Every few years, we as a culture collectively go through a new culinary phase that permeates kitchens, restaurants and pop culture alike. It happened with kale, it happened with pomegranates and it's happening with cauliflower.
Rarely, do we go nuts over foods that have sprung up out of nowhere, but rather we gravitate toward the fruits, vegetables and ancient grains (i.e., grains and pseudocereals that have remained mostly unchanged for thousands of years). Kale's a bore, pomegranates are infuriating and cauliflower smells like farts. So, let's give it up for the MVP of the grain world, a food that actually needs a lengthy introduction: farro.
Hailing from the Fertile Crescent region of the Middle East, farro is a small, oblong, versatile grain that looks like, and has a similar consistency to, rice.
It tastes — as one writer describes it — like "cashew notes and undertones of cinnamon" and is a perfect go-to grain for "dishes ranging from salads to breakfast cereals." Eat it as a breakfast bowl, throw it in a delicious Tuscan soup, or crunch on it raw like a weirdo mouth-breather. Actually, don't do that.
Much like kale, Brussels sprouts and cabbage, farro has remained largely unchanged over the last millennia due to selective breeding. One of the best examples of how much selective breeding can change a crop is corn. Don't believe us? Google "what did corn look like 9,000 years ago?"
Farro Is Really, Really Good For You
The common name "farro," which means "ancient wheat grain" is a bit misleading because it's often used to describe three different grains: einkorn, or farro piccolo (Triticum monococcum); emmer, or farro medio (Triticum dicoccum); and spelt, or farro grande (Triticum spelta). The emmer variety is the one most commonly found in Europe and in the United States.
In all its forms, the grain known as farro goes back — way back — thousands of years and was even said to be a staple food for the Roman army. There's something else you should know about farro: It is really, really good for you.
"Farro is a nutritional powerhouse," states Amanda W. Izquierdo, MPH, RD, LDN. "One serving of this whole grain has 200 calories [quinoa has about 150 per quarter-cup serving], 7 grams of fiber and 7 grams of protein."
Izquierdo goes to say that the nutrition content of farro is actually on par with quinoa, but has a chewier, pasta-like feel and a nuttier taste.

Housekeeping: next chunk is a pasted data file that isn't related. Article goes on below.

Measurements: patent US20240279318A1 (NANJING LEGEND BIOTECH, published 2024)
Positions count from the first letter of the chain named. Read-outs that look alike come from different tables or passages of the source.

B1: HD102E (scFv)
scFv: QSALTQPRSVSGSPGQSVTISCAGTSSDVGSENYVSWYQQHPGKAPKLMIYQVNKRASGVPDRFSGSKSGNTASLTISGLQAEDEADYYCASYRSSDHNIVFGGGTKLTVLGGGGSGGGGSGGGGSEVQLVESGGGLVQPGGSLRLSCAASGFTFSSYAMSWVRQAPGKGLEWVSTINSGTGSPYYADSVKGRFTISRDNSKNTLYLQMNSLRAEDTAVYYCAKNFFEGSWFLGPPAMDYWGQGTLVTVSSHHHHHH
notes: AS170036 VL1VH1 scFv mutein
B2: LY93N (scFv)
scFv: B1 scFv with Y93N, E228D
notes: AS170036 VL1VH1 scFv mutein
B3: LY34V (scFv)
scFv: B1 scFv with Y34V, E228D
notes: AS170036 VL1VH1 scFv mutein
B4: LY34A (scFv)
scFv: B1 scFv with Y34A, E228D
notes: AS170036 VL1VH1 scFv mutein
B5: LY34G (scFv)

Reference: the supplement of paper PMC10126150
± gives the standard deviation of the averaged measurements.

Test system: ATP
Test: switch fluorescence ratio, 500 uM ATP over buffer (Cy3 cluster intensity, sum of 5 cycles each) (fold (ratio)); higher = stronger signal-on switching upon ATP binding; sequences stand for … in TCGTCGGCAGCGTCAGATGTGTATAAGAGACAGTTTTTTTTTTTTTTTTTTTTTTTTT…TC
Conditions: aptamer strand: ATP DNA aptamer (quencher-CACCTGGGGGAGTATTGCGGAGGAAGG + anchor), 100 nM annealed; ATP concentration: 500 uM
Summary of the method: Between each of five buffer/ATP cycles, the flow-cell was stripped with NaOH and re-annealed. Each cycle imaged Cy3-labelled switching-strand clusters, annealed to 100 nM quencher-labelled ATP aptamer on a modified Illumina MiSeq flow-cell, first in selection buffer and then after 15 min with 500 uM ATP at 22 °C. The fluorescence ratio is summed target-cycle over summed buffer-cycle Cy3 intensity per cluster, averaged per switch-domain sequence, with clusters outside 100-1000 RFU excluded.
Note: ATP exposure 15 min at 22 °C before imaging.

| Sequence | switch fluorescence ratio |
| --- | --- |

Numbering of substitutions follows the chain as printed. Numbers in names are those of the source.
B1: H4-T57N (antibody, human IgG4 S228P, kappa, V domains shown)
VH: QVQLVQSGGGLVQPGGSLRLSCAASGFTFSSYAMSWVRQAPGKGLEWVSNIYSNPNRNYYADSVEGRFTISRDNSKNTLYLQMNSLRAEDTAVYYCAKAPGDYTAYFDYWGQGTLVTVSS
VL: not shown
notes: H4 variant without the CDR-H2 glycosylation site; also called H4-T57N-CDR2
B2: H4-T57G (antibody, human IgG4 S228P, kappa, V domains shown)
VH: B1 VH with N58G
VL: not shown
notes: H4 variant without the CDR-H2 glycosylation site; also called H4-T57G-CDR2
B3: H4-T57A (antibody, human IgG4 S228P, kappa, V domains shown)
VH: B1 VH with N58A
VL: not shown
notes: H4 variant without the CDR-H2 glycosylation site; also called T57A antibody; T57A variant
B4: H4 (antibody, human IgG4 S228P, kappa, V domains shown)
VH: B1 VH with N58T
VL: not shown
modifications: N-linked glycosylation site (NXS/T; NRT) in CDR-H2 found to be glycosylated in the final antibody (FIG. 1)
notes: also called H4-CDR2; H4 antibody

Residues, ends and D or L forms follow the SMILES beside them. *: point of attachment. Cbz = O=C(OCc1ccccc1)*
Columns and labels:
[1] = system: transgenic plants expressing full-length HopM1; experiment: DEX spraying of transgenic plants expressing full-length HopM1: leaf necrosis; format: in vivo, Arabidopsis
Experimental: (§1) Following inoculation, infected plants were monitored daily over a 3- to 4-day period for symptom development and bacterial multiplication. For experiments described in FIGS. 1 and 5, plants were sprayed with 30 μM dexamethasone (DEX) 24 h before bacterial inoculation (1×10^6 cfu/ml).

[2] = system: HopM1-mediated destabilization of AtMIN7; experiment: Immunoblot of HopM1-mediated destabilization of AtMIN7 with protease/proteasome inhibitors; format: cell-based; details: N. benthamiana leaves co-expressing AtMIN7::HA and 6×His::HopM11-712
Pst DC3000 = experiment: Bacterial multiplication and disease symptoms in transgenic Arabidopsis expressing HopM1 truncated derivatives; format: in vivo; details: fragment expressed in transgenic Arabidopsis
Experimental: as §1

"Farro is considered a wheat grain," says registered dietitian and certified lactation consultant, Ellen Ellingsworth. "It is an excellent source of protein, fiber, magnesium, zinc and niacin (b-vitamin). Farro also contains a wide range of antioxidants including polyphenols, carotenoids and selenium. Since farro is a grain, it does contain gluten, but the gluten amount is lower than most grains."
Ellingsworth adds that most people think of ancient grains as difficult to cook and, thus, not worth cooking. On the contrary, farro can be cooked just as quickly and easily as rice and in the same manner. Farro is sold dry and can be prepared by boiling in water for 25 to 30 minutes or until soft. Place your farro in a pan, cover with water, bring the water to a boil, reduce heat, and let it simmer. Not only is the end result delicious and antioxidant-rich, but it's a more nutritious grain option when compared to plain rice.
How Does Farro Stack Up To Quinoa?
"Quinoa and farro are often compared in terms of nutritional profile," says registered dietitian nutritionist, Monica Nedeff. "They are both excellent sources of fiber, protein, vitamins and minerals. While farro provides more protein and fiber, quinoa provides all nine essential amino acids and is gluten-free."
Nedeff explains that quinoa is actually a great option for the gluten-intolerant or for vegetarians who need a meatless protein option providing all essential amino acids. Both are nutritious whole grains, but it really just depends on your dietary needs.
When it comes to cooking, the sky's the limit.
"Farro might be my favorite of all the grains," says freelance food writer and recipe developer, Rebecca Firkser. "I mostly use it in savory applications [...] but it's also great cooked with other grains like brown rice/oats/millet/teff in a sweet porridge. I usually cook it like pasta in super-salty boiling water, then make some kind of giant salad with it. If it's cold outside, I'll toss it with warm roasted vegetables like sweet potatoes/squash, carrots, fennel, and add pickled onions and a yogurt sauce; in the summer I'd do tomatoes, radishes, cucumbers, all the fresh herbs I can find, feta and a vinaigrette with preserved lemon!
If you're feeling ambitious, we suggest this Brothy Beans and Farro with Eggs and Mushrooms recipe from Bon Appetit. If you're feeling even more ambitious after all of that farro and mushrooms, this delectable farro pudding with dates and cardamom might just change your life.